Like a creamy white plume, the flowers of the false spikenard emit a delicate scent in the spring woods. The. tall spike bends in an arc beneath the oaks. False spikenard is one of the mid-spring flowers of Illinois, one which often carries its bloom well past mid-May when the warblers are at their height of abundance and summer is just over the horizon.
Smilacina racemosa ( L.) Desf.
False spikenard grows with a degree of elegance not found in all plants; it is in its character to hold its glossy, ribbed, bright green leaves sharply at angles, alternately on the stem, with the single plume of flowers at the top of the stem. It neither branches nor varies from this plan. Usually the creeping rootstocks send up many plants so that false spikenard, like the false Solomon's seal, grows well accompanied by its own kind.
May. The leaves have come on the oaks and shagbarks and the shade grows deeper in the woods. The last of the morels spring up in the moist sandy soil; a day or two of heat and they are finished. The redbuds are out of bloom; so are the wild crabs and plums; the breath of June is on the land and the. time of small, concise woods flowers is quickly passing.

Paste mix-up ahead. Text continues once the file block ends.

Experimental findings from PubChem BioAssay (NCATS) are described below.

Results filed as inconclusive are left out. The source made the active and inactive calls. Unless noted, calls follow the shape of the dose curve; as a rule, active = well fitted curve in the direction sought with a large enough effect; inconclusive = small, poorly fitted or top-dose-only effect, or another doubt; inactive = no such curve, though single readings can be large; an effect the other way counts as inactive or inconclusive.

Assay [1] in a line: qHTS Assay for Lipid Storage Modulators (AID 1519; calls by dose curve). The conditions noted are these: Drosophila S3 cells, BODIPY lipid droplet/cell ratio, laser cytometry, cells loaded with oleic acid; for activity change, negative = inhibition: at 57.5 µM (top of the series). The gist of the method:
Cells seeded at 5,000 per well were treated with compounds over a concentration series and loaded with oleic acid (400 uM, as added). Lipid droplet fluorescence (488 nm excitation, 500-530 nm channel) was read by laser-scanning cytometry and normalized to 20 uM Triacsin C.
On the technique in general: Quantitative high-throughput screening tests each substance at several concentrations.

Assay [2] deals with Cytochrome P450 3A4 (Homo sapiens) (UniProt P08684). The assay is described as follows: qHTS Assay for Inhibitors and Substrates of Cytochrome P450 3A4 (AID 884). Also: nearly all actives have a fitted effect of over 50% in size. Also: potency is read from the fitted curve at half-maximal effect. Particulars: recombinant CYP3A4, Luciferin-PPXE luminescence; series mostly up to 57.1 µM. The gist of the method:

But beneath the arching stems of the false spikenard the Kentucky warbler may have built a nest of grass wreathed around in a cup, and there are five russet-speckled eggs. When at last the stamen-filled flower head of the spikenard falls away and lets petals and stamens scatter into the nest and on the ground, summer at last is here and the spikenard fruits are. developing. By late summer and early autumn the little berries are translucent red or speckled white and red. By October they are clear carmine fruits which the robins eat, and which, perhaps, the last migrating Kentucky warbler pauses a moment to pluck and eat before going on to the south.